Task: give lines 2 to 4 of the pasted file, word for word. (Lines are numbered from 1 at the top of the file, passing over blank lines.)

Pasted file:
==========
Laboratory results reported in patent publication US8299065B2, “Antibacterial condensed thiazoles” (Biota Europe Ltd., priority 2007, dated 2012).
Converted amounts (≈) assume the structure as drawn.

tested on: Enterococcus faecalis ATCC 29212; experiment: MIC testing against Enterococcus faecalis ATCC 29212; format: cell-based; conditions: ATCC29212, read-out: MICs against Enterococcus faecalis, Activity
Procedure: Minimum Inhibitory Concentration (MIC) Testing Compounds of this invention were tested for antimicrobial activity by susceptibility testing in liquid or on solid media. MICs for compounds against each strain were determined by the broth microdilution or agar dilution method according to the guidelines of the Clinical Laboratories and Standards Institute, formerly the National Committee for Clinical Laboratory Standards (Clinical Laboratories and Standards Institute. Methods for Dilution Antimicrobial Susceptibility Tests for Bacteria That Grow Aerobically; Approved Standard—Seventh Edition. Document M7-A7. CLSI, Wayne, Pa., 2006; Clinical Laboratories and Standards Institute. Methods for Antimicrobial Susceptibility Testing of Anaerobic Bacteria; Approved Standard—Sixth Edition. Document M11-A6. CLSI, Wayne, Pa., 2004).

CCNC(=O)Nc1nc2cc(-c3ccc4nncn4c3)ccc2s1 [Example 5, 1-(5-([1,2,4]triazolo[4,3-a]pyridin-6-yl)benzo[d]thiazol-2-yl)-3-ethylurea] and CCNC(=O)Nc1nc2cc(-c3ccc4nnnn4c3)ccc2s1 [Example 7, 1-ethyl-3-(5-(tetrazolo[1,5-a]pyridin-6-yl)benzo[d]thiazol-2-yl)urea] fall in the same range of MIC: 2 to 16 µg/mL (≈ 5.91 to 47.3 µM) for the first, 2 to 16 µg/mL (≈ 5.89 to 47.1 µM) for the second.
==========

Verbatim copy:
Converted amounts (≈) assume the structure as drawn.

tested on: Enterococcus faecalis ATCC 29212; experiment: MIC testing against Enterococcus faecalis ATCC 29212; format: cell-based; conditions: ATCC29212, read-out: MICs against Enterococcus faecalis, Activity
Procedure: Minimum Inhibitory Concentration (MIC) Testing Compounds of this invention were tested for antimicrobial activity by susceptibility testing in liquid or on solid media. MICs for compounds against each strain were determined by the broth microdilution or agar dilution method according to the guidelines of the Clinical Laboratories and Standards Institute, formerly the National Committee for Clinical Laboratory Standards (Clinical Laboratories and Standards Institute. Methods for Dilution Antimicrobial Susceptibility Tests for Bacteria That Grow Aerobically; Approved Standard—Seventh Edition. Document M7-A7. CLSI, Wayne, Pa., 2006; Clinical Laboratories and Standards Institute. Methods for Antimicrobial Susceptibility Testing of Anaerobic Bacteria; Approved Standard—Sixth Edition. Document M11-A6. CLSI, Wayne, Pa., 2004).